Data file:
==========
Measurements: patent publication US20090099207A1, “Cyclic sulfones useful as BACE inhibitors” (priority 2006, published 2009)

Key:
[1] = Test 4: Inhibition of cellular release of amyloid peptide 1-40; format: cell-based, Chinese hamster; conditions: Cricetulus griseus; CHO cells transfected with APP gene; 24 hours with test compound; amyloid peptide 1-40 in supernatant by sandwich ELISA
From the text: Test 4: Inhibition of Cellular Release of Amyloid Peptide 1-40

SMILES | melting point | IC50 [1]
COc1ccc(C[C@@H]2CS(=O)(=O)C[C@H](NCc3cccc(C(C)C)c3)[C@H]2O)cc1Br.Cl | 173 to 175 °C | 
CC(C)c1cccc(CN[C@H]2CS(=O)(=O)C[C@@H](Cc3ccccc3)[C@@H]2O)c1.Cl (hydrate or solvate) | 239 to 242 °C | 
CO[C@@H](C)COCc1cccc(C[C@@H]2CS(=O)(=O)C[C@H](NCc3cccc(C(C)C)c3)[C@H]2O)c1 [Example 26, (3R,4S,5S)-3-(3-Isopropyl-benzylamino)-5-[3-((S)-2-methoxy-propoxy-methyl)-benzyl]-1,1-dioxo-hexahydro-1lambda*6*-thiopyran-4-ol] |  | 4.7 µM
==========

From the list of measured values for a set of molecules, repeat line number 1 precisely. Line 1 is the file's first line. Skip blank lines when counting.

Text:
Measurements: patent publication US20090099207A1, “Cyclic sulfones useful as BACE inhibitors” (priority 2006, published 2009)